Published by Egmont USA on 28 July 2015
Genres: Contemporary, Young Adult
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A teen Sliding Doors. One choice creates parallel dual narratives in this romantic contemporary mystery-thriller perfect for fans of Just Like Fate and Pivot Point.
One Night. Two Paths. Infinite Danger.
On the night of the big Spring Break party, Hadley "borrows" her boyfriend Ben's car without telling him. As payback, he posts a naked picture of her online for the entire senior class to see.
Now Hadley has a choice: go back to the party and force Ben to delete the picture or raise the stakes and take his beloved car on a road trip as far away from their hometown of Oak Grove, Ohio, as she can get.
Chapters alternate to reveal each possible future as Hadley, her ex-boyfriend, Josh, and her best friends embark on a night of reckless adventure where old feelings are rekindled, friendships are tested, and secrets are uncovered that are so much worse than a scandalous photo.
How much can change in a night when you make just one different decision? This is a question that people ask themselves every day and in A Million Times Goodnight, McBride explores two different alternate stories that split off after our protagonist, Hadley makes a decision whether or not to attend a party.
For anyone who has seen the movie Sliding Doors with Gwenyth Paltrow you are going to grasp the concept of this story pretty quickly. For those that aren’t familiar with it, each chapter brings about the next part of the adventure that Hadley experiences alternating between her appearing at the party or deciding to drive off on a road trip. Perhaps because I read this as an Uncorrected Proof copy, I found it quite difficult to tell when a new chapter began and which version of reality we were reading at times, especially in pivotal points where both stories collided.
What I loved about this story was how the same information came to light in completely different ways in both timelines, how in one version of events information was discovered at the beginning, while in the alternate it was found out much later on and it was interesting to see how the main character handled things each time.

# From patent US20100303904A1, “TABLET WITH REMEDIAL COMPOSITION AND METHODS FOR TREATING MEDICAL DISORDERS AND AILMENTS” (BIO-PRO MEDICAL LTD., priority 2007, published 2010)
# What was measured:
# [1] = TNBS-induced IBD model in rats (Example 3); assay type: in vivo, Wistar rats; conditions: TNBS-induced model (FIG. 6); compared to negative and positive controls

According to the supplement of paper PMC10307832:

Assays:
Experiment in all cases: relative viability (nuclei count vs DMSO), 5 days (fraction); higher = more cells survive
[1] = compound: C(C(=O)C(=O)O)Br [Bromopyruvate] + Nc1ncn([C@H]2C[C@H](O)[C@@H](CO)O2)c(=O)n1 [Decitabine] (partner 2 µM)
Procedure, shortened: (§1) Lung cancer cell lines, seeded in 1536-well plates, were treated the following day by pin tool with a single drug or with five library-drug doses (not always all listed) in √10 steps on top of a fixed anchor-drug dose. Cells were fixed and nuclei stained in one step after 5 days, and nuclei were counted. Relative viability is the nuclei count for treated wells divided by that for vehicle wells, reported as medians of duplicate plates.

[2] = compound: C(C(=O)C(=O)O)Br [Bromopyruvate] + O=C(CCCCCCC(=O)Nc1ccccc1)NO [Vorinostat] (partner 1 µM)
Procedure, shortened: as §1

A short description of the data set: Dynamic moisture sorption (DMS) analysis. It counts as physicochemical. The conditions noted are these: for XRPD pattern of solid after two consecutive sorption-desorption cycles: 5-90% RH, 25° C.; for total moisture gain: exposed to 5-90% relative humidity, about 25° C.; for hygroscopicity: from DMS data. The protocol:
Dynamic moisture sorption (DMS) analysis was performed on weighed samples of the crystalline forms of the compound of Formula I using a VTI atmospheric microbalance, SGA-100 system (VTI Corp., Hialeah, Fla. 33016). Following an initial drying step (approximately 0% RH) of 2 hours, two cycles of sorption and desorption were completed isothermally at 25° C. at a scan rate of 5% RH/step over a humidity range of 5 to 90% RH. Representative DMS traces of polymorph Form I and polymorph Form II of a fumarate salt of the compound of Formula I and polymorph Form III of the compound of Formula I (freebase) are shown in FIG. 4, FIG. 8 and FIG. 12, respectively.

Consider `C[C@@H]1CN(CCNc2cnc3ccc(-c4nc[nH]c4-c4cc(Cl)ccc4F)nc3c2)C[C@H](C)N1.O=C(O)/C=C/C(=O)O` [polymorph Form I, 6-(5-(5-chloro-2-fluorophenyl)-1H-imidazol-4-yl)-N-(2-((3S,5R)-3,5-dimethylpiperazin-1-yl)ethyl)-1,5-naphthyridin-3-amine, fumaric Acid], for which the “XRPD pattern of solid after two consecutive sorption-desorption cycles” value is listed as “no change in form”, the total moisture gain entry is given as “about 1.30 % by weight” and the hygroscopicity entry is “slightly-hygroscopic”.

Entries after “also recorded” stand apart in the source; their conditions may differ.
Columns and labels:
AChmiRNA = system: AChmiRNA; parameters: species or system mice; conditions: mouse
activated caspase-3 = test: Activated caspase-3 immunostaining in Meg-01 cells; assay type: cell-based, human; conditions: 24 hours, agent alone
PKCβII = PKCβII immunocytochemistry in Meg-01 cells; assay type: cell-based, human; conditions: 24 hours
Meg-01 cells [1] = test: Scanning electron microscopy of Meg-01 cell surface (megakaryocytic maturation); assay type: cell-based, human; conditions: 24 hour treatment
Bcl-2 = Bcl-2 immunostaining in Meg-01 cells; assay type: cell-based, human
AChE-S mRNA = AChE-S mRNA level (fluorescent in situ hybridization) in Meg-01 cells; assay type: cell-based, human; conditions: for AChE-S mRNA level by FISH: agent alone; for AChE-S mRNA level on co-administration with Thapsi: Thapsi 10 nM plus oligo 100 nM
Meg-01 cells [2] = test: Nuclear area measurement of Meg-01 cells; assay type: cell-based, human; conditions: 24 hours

I found this book a fast and easy read and while I didn’t particularly like Hadley, her friends or any of the main characters particularly it didn’t detract me from the story. Some of the subject material that comes up within the book is quite full on and I found part of the reveal for the character of Ben especially interesting and terrifying. I could easily imagine that there are similar things happening online right now its very scary stuff. My apologies for being a bit vague but I would hate to spoil a large portion of the story for anyone keen on reading this!
While there was some important and interesting topics brought up in this book, I still felt that this was perhaps not quite as deep or meaningful as it could have been. It simply delved the surface on issues such as suicide, social media abuse and date rape among others and I would have liked to have seen some of the ideas explored a little more. I worry that the gravity of these issues would perhaps be glossed over by your average teen as justified or perhaps normal in the context of this book. For this reason I would recommend this one more as a great beach or summer fast read.